Every military correspondent in America seems to be writing a story about how air warfare has changed since Operation Desert Storm in 1991. It’s a pretty compelling story. Thanks to weapons like the stealthy B-2 bomber and satellite-guided Joint Direct Attack Munition, bombing has become more lethal, more precise, more affordable, and even more humane. But many reporters are missing the most revolutionary feature of the Air Force’s emerging approach to air warfare. A growing number of targets are being killed without using munitions at all.
The new approach uses bursts of photons — the basic units of electromagnetic energy — to disrupt or destroy an adversary’s electronic systems. Without those systems (sensors, computers, communications links and so on) the enemy is rendered blind, mute and helpless. It’s a soft-kill approach to waging war that is the precise opposite of the carpet bombing conducted in past wars, and yet it may actually be far more effective at quickly defeating a foe.
There are three approaches to “photonic” warfare, and all may be on display in a campaign against Iraq. The best known is electronic warfare, which used to be called jamming. Electronic warfare employs airborne emitters like the EA-6B Prowler to overwhelm enemy radar and wireless communications with electronic “noise” that makes receivers useless. The latest electronic-warfare systems don’t just use brute strength to jam the airwaves, they precisely identify and localize enemy emitters for suppression or manipulation. Thus, enemy radars get false indications of where targets are, even as friendly pilots employ a panoply of sensors, communications and navigation aids with minimum interference.
A second form of photonic warfare is information operations, a grab-bag of arcane tricks for denying enemies the information needed to wage war effectively. In its grossest form, information operations may consist of no more than cutting off the supply of electricity to computers, as the military did in Desert Storm by dropping carbon filaments on power lines to short them out. But increasingly, info ops means the skillful use of specialized planes like the EC-130 Compass Call and RC-135 Rivet Joint to confuse or manipulate enemy information systems. Iraqi systems are not well shielded against sophisticated hackers and viruses, so an early collapse of Saddam’s command network is all but certain.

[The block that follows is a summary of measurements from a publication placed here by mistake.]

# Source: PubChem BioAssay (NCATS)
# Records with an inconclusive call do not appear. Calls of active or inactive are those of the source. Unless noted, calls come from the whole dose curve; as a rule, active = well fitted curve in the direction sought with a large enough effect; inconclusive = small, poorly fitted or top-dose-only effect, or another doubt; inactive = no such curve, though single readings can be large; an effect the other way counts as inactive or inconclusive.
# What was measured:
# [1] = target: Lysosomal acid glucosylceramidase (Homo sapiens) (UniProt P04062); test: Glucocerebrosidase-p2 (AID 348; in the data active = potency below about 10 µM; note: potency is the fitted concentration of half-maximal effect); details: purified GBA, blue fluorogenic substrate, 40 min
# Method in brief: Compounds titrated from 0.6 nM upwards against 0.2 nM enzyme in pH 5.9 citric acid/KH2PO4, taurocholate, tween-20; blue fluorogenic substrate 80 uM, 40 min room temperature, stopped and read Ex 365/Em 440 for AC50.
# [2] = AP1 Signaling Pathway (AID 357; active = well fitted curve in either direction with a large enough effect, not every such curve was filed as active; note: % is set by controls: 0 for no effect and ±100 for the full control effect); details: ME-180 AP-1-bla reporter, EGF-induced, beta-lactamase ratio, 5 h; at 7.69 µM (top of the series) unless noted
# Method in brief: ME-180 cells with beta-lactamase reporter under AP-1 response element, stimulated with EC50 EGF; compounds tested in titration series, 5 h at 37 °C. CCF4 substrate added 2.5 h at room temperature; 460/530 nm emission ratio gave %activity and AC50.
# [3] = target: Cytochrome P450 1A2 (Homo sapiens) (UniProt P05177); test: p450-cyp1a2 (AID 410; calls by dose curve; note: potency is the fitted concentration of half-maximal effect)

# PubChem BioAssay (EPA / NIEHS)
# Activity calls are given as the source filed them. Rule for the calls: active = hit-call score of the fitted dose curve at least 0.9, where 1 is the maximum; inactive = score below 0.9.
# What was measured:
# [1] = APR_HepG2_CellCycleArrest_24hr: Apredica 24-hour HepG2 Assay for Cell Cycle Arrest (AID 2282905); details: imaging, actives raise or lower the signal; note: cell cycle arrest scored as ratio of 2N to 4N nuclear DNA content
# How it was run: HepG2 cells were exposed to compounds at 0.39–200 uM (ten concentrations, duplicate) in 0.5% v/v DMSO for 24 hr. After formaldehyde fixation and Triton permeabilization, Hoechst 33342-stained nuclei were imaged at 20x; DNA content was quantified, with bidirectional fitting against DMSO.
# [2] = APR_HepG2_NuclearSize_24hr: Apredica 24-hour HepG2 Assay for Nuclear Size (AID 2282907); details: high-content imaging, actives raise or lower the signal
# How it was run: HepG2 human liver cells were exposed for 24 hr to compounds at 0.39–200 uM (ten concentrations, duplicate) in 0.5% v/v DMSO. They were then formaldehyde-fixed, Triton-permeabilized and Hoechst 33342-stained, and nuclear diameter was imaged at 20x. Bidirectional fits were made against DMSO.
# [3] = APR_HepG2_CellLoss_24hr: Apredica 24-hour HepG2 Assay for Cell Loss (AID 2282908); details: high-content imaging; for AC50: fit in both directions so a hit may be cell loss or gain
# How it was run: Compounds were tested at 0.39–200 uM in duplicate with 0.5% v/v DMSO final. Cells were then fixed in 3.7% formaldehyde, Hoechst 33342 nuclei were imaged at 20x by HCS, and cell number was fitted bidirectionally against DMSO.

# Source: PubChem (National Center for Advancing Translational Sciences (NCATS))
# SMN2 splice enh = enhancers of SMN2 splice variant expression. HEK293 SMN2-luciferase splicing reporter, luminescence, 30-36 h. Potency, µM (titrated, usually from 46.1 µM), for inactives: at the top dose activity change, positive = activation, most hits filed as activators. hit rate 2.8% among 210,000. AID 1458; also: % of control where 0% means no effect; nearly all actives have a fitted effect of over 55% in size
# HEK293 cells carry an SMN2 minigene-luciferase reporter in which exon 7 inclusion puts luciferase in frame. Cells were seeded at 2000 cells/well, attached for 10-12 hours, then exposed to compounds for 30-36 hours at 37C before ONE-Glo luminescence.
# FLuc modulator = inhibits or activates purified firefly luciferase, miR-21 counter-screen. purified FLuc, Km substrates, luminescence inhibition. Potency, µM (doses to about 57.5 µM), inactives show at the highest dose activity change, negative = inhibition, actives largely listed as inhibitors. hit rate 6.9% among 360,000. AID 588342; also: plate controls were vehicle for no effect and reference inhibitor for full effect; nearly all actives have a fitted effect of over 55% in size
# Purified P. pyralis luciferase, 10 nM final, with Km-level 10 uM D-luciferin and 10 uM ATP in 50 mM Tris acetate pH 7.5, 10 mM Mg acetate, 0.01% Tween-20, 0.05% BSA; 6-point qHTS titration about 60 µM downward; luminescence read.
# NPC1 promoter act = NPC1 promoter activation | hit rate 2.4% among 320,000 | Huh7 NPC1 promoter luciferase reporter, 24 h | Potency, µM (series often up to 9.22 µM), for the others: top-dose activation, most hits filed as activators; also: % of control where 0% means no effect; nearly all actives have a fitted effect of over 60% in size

Finally, there is the most secret facet of photonic warfare: directed energy. The Air Force Research Laboratory and other government labs have for some time been working on radio-frequency weapons that can penetrate enemy electronics to erase memories, upset software, and even burnout components. These weapons are sometimes referred to as “high-power microwaves,” microwaves being the highest-frequency radio waves. The devices in the U.S. arsenal probably function at both microwave and lower frequencies in order to couple effectively with computers and radios operating below microwave frequencies.
If the Air Force is equipping planes with directed-energy weapons, then a revolution really is at hand and Saddam Hussein could be its first casualty. Even if the revolution is delayed, it is clear control of the electromagnetic spectrum has become as important as command of the air.
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